The comics blogosphere is rife with tributes – some ironic, some genuine – to the Silver Age of comics and its creators. Yet for all the talk of Bob Haney and the Composite Superman, I rarely see all that much screen space dedicated to Kurt Schaffenberger.
He’s primarily remembered today for his work on Superman’s Girl Friend, Lois Lane and other “Super-Family” titles, but Schaffenberger’s work literally spanned decades. Before embarking upon a 30-year (!) stint at DC in 1957, he spent the ’40s and most of the ’50s working for such publishers as Prize, Street & Smith, Better/Nedor/Pines, American Comics Group, Marvel and EC.
Schaffenberger’s most notable effort before Superman, however, was illustrating the adventures of the Man Of Steel’s greatest competitor: Fawcett’s Captain Marvel. His work, which effortlessly blurred the boundaries between “cartoony” and “realistic” art, proved to be a perfect fit for the Marvel Family’s exploits.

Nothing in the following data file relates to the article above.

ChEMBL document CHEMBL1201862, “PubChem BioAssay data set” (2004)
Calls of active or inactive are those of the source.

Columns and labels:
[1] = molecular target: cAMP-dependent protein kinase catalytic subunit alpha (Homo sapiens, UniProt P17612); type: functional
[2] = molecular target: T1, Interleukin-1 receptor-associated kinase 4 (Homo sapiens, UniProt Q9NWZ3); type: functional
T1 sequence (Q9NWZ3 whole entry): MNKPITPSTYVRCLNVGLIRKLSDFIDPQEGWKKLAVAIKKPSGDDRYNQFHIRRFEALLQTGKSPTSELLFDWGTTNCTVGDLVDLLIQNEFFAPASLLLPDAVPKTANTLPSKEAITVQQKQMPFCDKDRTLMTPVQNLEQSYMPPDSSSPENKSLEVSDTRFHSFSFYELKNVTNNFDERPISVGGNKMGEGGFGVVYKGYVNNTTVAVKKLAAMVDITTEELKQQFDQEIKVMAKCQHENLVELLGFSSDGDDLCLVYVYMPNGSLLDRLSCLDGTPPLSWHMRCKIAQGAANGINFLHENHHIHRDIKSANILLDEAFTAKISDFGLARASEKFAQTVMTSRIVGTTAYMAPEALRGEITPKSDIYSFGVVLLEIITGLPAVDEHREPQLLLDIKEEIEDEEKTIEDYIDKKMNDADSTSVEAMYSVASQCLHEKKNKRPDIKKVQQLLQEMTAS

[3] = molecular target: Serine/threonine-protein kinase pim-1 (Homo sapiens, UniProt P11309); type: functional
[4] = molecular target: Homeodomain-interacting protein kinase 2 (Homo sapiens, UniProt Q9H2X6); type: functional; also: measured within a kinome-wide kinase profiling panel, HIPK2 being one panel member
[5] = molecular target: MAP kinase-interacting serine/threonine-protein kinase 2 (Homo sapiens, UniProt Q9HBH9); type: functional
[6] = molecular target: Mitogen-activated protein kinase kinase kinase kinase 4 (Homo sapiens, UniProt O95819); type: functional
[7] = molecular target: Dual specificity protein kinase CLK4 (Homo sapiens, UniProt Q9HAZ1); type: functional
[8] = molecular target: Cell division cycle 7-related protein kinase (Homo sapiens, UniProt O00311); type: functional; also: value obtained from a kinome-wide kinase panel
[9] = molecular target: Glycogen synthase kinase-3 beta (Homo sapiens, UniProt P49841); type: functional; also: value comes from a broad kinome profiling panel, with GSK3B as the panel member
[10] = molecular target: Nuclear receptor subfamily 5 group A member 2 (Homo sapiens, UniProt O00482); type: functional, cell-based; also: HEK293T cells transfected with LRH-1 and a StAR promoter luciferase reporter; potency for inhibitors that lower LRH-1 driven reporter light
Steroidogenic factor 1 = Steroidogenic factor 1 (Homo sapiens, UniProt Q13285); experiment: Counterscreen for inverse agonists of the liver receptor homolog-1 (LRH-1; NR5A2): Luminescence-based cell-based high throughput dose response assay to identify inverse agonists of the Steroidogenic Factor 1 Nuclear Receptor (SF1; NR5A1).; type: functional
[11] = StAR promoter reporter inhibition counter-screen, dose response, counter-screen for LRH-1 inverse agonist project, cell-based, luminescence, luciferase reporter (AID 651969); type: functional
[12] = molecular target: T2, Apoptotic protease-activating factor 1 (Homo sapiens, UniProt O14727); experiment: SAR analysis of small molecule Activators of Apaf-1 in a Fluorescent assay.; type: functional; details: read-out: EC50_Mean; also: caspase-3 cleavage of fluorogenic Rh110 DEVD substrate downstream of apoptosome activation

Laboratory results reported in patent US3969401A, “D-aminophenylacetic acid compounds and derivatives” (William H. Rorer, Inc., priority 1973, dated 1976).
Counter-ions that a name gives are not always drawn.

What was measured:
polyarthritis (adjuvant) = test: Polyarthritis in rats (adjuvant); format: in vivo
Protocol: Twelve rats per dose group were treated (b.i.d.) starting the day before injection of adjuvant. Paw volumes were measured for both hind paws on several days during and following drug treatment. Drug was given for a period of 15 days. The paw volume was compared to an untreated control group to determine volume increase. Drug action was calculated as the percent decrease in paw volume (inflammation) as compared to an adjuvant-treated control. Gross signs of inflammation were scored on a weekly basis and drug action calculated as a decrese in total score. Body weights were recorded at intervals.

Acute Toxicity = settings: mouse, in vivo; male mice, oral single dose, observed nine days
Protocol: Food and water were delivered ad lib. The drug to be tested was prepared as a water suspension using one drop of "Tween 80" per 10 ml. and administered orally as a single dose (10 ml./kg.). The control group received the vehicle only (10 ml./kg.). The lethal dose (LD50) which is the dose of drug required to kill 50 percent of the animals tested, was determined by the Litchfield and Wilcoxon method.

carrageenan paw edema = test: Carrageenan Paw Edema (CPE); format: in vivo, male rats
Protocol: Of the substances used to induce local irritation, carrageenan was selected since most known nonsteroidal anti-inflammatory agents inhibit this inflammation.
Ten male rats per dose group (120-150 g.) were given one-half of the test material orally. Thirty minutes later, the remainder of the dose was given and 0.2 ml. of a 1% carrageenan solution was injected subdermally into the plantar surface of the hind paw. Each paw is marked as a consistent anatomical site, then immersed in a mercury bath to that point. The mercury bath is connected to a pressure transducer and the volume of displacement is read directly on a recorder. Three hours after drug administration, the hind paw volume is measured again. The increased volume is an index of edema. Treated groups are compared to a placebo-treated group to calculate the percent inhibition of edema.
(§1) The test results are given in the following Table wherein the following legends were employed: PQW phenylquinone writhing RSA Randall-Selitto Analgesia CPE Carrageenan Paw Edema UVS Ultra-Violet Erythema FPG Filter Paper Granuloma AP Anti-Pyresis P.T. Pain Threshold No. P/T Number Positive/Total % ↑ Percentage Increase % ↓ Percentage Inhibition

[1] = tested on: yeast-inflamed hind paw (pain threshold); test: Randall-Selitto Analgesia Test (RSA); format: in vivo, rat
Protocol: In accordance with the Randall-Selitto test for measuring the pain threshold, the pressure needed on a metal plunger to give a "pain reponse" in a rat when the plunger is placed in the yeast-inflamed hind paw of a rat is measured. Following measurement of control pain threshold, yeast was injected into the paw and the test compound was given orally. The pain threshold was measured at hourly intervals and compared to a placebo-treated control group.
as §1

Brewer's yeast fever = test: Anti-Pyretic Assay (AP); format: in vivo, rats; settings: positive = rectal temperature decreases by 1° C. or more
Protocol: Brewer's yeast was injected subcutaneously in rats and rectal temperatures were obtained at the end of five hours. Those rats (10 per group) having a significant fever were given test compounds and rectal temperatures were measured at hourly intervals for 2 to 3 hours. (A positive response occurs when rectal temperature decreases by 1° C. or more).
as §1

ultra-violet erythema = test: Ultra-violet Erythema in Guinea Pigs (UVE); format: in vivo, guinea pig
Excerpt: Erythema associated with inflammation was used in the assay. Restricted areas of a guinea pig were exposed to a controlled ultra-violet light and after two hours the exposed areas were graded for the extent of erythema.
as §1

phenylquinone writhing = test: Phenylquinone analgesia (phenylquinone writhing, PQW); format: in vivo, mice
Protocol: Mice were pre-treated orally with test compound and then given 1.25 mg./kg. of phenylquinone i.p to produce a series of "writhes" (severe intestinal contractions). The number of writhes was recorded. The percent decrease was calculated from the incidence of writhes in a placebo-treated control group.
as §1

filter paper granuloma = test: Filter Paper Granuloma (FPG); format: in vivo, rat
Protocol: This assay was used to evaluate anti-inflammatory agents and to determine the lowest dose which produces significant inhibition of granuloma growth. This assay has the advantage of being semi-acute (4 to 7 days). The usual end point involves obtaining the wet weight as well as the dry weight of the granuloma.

Schaffenberger produced great quantities of work at a high level of quality throughout his tenures at Fawcett, ACG, DC et. al. until his retirement around 1980. (Fittingly, his exit coincided with DC’s abandonment of it’s Silver Age continuity and the introduction of John Byrne’s Superman.)
From Master Comics #93 (Fawcett, 1948), here’s a Schaffenberger tale featuring the World’s Mightiest Boy facing off against “The Growing Giant.”